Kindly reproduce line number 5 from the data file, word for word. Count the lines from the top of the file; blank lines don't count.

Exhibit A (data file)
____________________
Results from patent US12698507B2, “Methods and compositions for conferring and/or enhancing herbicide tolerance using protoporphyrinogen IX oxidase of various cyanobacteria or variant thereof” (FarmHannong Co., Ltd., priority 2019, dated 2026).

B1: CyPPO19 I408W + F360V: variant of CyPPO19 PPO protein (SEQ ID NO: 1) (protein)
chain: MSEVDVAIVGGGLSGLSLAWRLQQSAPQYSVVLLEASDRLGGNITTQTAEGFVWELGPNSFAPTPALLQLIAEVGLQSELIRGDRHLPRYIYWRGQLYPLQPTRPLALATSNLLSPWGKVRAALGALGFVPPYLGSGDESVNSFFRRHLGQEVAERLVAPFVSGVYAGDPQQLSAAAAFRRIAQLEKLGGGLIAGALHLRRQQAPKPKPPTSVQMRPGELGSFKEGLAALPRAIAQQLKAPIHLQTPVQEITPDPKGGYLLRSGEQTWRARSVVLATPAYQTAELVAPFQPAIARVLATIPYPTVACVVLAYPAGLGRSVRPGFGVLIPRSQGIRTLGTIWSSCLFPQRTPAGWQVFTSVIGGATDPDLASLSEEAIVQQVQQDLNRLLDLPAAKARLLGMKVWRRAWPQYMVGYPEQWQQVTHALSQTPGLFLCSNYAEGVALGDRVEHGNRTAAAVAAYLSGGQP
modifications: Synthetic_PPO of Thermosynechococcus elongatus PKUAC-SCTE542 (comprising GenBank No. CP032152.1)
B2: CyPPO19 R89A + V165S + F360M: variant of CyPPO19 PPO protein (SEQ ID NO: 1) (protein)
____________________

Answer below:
B2: CyPPO19 R89A + V165S + F360M: variant of CyPPO19 PPO protein (SEQ ID NO: 1) (protein)